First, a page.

Places online where documentation of amazing projects exist


I’ve been hoping to compile a list of places / resources to look at amazing and successful projects of folks working in creative coding & code based art projects. It’s the nature of the web, but these resources feel super scattered. I thought having a more community oriented effort to put some of these resources together might be super helpful, especially for students. I’m generally thinking of this in two types of shares, as outlined below. As a general rule of thumb, don’t share your own link (unless you are sharing other links too!)

Please help to build up a big repository!

I’m thinking that this thread can primarily be a link share to sites like:

and/or project specific shares to artists who are working in relevant media:

PCD cool example gallery

I’m not sure if these are the types of websites you are after but here are some I thought of:

Processing and p5.js collections:


Nest idea.

And all the great content on Openprocessing


some lovely contributions so far here are some more:


What a great initiative @bmoren ! I’m constantly on the lookout for new coders/artists to discover (like many people here I presume) and have always thought it would be nice to have a place on this forum to share and discuss our personal favourites.

May I suggest to extend your list to cultural events (exhibitions, festivals) and publications (books and magazines) evolving around media art ? I think they can be great places to find documention. Not only they bring together the work of different artists/coders coming from various places but also it can be a good opportunity to read/learn more (though exhibitions, interviews, talks…) about their coding routines, their personnal experiences and inspirations or about the evolution of technics and practices in the field. It is also worth mentionning that a growing number of cultural institutions start to make their content available online.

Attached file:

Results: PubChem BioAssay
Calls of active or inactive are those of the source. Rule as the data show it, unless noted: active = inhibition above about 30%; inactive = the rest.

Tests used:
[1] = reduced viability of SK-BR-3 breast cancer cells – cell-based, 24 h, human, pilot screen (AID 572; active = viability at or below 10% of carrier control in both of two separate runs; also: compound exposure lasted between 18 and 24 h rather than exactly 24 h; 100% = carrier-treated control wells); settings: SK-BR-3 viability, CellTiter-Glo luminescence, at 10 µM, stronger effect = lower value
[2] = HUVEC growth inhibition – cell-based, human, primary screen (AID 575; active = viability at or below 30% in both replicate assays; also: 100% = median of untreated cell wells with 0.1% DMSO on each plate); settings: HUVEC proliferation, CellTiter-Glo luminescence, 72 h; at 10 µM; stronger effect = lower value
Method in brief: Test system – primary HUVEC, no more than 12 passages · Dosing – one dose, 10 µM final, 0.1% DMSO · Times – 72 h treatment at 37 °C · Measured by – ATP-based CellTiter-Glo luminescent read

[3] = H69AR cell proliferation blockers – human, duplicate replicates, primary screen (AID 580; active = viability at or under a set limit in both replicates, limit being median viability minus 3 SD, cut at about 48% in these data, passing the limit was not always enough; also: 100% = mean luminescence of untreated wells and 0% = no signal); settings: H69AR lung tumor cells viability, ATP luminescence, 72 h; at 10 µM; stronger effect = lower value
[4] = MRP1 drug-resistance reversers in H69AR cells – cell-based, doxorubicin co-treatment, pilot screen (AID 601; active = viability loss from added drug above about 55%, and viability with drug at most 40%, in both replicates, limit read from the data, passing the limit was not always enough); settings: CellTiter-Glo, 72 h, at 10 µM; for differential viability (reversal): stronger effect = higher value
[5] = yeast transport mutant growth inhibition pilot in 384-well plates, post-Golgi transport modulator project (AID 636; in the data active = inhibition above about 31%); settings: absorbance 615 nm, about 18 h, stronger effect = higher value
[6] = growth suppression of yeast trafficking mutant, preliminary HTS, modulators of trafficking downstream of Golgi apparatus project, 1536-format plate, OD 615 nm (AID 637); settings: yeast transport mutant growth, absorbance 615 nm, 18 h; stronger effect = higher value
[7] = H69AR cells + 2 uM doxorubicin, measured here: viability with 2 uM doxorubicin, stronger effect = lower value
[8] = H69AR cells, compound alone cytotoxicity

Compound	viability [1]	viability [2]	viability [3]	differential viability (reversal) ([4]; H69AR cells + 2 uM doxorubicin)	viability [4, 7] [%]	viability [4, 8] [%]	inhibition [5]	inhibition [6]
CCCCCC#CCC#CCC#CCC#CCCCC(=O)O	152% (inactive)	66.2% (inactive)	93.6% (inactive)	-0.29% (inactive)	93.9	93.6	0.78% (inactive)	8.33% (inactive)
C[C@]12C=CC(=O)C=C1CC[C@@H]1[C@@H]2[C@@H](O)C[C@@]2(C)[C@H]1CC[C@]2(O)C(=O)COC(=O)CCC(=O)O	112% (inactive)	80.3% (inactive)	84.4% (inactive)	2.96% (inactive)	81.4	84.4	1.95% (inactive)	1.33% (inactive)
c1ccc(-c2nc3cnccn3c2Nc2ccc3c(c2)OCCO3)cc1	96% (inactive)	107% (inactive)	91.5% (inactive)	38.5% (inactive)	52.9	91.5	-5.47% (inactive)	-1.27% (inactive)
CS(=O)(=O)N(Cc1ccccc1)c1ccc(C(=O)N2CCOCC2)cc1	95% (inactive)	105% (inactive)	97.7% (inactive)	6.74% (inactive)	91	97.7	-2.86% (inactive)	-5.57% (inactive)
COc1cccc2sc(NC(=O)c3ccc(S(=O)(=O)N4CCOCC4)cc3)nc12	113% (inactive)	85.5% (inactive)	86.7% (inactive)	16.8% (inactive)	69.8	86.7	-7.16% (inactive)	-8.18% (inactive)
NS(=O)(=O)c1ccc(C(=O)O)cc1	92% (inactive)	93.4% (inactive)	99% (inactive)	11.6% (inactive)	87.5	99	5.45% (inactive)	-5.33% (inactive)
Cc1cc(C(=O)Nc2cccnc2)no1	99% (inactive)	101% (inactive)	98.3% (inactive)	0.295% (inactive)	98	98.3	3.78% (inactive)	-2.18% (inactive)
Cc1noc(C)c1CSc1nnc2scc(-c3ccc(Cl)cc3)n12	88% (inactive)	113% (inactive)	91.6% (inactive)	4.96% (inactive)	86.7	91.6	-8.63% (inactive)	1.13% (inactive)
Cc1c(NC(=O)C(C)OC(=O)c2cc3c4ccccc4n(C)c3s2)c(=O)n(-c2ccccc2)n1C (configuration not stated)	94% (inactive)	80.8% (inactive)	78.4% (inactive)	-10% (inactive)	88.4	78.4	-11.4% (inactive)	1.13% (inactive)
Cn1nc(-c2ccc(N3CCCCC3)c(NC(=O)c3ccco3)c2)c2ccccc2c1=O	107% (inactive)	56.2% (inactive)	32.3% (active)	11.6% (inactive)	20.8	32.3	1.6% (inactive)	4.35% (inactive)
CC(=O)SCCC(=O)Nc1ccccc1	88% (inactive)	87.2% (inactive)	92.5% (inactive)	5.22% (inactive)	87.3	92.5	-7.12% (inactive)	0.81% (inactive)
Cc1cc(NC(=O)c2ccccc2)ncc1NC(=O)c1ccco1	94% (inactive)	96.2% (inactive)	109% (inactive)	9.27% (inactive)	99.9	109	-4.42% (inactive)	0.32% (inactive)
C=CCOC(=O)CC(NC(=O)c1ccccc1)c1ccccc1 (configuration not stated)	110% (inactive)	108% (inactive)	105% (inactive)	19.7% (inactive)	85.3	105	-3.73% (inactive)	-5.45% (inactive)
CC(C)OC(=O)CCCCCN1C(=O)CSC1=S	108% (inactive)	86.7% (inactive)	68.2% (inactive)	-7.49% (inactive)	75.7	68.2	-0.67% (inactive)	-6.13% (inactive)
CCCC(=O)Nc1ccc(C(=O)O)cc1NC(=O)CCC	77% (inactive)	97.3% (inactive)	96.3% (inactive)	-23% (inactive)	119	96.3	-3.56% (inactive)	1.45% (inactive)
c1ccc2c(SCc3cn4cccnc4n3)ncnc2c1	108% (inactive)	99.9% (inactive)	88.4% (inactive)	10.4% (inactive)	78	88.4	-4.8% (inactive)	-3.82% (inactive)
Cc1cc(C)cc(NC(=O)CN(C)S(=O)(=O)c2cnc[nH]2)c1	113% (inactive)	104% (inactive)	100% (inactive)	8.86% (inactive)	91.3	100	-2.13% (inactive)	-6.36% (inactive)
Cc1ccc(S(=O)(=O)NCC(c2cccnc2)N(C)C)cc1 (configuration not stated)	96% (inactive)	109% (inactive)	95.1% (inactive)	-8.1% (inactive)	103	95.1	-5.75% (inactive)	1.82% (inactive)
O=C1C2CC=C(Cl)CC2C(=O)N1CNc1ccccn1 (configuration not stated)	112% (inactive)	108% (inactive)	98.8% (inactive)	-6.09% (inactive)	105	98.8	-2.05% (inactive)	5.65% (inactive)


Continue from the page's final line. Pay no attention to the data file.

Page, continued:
The first reference that comes to my mind is HOLO magazine. Created and currated by Filip Visnjic (founder of CreativeApplications) and Alexander Scholz, it’s a biannual Berlin-based magazine about emerging trajectories in art, science and technology.

What I liked:

  • Issue n°2 (current issue) contains interviews with computer art pioneer Vera Molnár (94 years old !) and with one of my favourite digital artist Ryoichi Kurokawa, among many others.
  • Conversation between Casey Reas and theoretical computer scientist Scott Aaronson was an interesting read.
  • I enjoyed finding pieces of Processing sketches and introductions to famous algorithms (Voronoi, Reaction/Diffusion, L-systems…)

More on the creation of the magazine here.

Another outstanding publication (my personal favourite) is Back Office. A Paris-based magazine addressing various topics from history of computer science to the philosophy of digital technology.

What I liked:

  • Articles can be quite sophisticated sometimes but always captivating (complexity in map design, concept of “Information” for Alan Turing, the impact of information visualisation on society…)
  • A lot of info on Data Visualisation (history, good practices, main protagonists ranging from Jacques Bertin to Mike Bostock)
  • Beautifully illustrated (pictures, charts, graphs…)

You can read it online for free.

Also, not a present-day publication but legendary “Cybernetic Serendipity” has just been reprinted to mark the 50th anniversary of the famous eponymous exhibition on computer art.

I do not own a copy myself but feel confident in saying that every vintage computer graphics lover should grab one real fast.


ZKM | Center for Art and Media in Karlsrhuhe, Germany. Certainly the leading cultural institution for Media Art in Europe. They regularly hold events on digital culture that are then uploaded on their YouTube channel. I personnaly like to watch the videos presenting the work of selected artists.

micro | macro – Ryoji Ikeda

interview with Daito Manabe

YCAM is the Japanese equivalent of ZKM. It’s a beautiful museum located in Yamaguchi prefecture and desiged by metabolist architect Arata Isozaki. The institution is known to be an active supporter of OpenFrameworks and regularly invite artists from outside Japan (the usual suspects Kyle McDonald, Lauren McCarthy, Joshua Noble, Cyril Diagne… have already been there). It really gained popularity when it started to host the performances of dance troup ElevenPlay made in collaboration with Rhizhomatiks research.